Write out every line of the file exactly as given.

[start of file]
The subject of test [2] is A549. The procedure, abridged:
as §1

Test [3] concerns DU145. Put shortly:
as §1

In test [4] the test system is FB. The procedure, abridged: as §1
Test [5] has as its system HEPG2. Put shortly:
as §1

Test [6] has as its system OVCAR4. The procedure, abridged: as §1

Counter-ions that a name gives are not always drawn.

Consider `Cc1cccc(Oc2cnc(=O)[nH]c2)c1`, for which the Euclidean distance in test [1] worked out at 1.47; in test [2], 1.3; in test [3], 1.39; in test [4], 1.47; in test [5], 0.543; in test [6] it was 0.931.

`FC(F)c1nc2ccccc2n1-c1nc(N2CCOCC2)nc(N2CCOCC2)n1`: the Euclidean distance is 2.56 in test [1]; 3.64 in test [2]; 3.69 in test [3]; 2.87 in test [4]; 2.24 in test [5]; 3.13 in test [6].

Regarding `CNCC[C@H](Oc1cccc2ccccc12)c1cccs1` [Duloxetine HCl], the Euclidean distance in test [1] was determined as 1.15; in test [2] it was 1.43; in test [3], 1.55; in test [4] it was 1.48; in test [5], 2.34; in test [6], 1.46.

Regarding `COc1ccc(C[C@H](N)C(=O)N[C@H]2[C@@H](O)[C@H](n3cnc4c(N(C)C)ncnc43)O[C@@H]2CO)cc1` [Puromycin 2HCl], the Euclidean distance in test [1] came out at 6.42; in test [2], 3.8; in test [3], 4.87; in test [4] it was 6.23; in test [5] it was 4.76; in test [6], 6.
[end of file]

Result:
The subject of test [2] is A549. The procedure, abridged:
as §1

Test [3] concerns DU145. Put shortly:
as §1

In test [4] the test system is FB. The procedure, abridged: as §1
Test [5] has as its system HEPG2. Put shortly:
as §1

Test [6] has as its system OVCAR4. The procedure, abridged: as §1

Counter-ions that a name gives are not always drawn.

Consider `Cc1cccc(Oc2cnc(=O)[nH]c2)c1`, for which the Euclidean distance in test [1] worked out at 1.47; in test [2], 1.3; in test [3], 1.39; in test [4], 1.47; in test [5], 0.543; in test [6] it was 0.931.

`FC(F)c1nc2ccccc2n1-c1nc(N2CCOCC2)nc(N2CCOCC2)n1`: the Euclidean distance is 2.56 in test [1]; 3.64 in test [2]; 3.69 in test [3]; 2.87 in test [4]; 2.24 in test [5]; 3.13 in test [6].

Regarding `CNCC[C@H](Oc1cccc2ccccc12)c1cccs1` [Duloxetine HCl], the Euclidean distance in test [1] was determined as 1.15; in test [2] it was 1.43; in test [3], 1.55; in test [4] it was 1.48; in test [5], 2.34; in test [6], 1.46.

Regarding `COc1ccc(C[C@H](N)C(=O)N[C@H]2[C@@H](O)[C@H](n3cnc4c(N(C)C)ncnc43)O[C@@H]2CO)cc1` [Puromycin 2HCl], the Euclidean distance in test [1] came out at 6.42; in test [2], 3.8; in test [3], 4.87; in test [4] it was 6.23; in test [5] it was 4.76; in test [6], 6.